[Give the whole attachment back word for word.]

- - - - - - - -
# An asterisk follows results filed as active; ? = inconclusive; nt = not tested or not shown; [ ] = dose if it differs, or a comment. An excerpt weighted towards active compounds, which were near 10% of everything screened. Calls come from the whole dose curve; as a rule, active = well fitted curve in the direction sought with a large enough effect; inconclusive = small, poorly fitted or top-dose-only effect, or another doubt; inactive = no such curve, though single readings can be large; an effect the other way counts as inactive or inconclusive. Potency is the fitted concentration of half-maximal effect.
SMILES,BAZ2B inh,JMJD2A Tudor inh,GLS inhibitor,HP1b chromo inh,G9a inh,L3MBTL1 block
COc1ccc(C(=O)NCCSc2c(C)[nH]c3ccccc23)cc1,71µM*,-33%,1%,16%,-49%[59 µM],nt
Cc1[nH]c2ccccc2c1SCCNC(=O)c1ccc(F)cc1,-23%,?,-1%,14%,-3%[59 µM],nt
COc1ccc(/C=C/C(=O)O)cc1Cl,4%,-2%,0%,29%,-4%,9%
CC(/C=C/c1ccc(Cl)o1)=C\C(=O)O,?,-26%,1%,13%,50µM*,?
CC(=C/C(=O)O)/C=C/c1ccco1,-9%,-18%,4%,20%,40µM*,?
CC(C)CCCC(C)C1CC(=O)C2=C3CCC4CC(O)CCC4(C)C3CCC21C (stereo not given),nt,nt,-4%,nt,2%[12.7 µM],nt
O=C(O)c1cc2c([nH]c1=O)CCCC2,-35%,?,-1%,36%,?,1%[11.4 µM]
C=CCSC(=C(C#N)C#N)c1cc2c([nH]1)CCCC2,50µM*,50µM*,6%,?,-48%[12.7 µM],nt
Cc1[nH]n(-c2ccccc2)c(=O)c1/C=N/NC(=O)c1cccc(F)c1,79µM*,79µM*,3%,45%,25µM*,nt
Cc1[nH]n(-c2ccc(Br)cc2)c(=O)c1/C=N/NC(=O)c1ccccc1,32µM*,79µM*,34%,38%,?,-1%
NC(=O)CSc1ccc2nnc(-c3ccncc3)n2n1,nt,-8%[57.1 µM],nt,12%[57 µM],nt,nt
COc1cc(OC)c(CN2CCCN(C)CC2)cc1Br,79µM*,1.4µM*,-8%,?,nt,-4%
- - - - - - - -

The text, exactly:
# An asterisk follows results filed as active; ? = inconclusive; nt = not tested or not shown; [ ] = dose if it differs, or a comment. An excerpt weighted towards active compounds, which were near 10% of everything screened. Calls come from the whole dose curve; as a rule, active = well fitted curve in the direction sought with a large enough effect; inconclusive = small, poorly fitted or top-dose-only effect, or another doubt; inactive = no such curve, though single readings can be large; an effect the other way counts as inactive or inconclusive. Potency is the fitted concentration of half-maximal effect.
SMILES,BAZ2B inh,JMJD2A Tudor inh,GLS inhibitor,HP1b chromo inh,G9a inh,L3MBTL1 block
COc1ccc(C(=O)NCCSc2c(C)[nH]c3ccccc23)cc1,71µM*,-33%,1%,16%,-49%[59 µM],nt
Cc1[nH]c2ccccc2c1SCCNC(=O)c1ccc(F)cc1,-23%,?,-1%,14%,-3%[59 µM],nt
COc1ccc(/C=C/C(=O)O)cc1Cl,4%,-2%,0%,29%,-4%,9%
CC(/C=C/c1ccc(Cl)o1)=C\C(=O)O,?,-26%,1%,13%,50µM*,?
CC(=C/C(=O)O)/C=C/c1ccco1,-9%,-18%,4%,20%,40µM*,?
CC(C)CCCC(C)C1CC(=O)C2=C3CCC4CC(O)CCC4(C)C3CCC21C (stereo not given),nt,nt,-4%,nt,2%[12.7 µM],nt
O=C(O)c1cc2c([nH]c1=O)CCCC2,-35%,?,-1%,36%,?,1%[11.4 µM]
C=CCSC(=C(C#N)C#N)c1cc2c([nH]1)CCCC2,50µM*,50µM*,6%,?,-48%[12.7 µM],nt
Cc1[nH]n(-c2ccccc2)c(=O)c1/C=N/NC(=O)c1cccc(F)c1,79µM*,79µM*,3%,45%,25µM*,nt
Cc1[nH]n(-c2ccc(Br)cc2)c(=O)c1/C=N/NC(=O)c1ccccc1,32µM*,79µM*,34%,38%,?,-1%
NC(=O)CSc1ccc2nnc(-c3ccncc3)n2n1,nt,-8%[57.1 µM],nt,12%[57 µM],nt,nt
COc1cc(OC)c(CN2CCCN(C)CC2)cc1Br,79µM*,1.4µM*,-8%,?,nt,-4%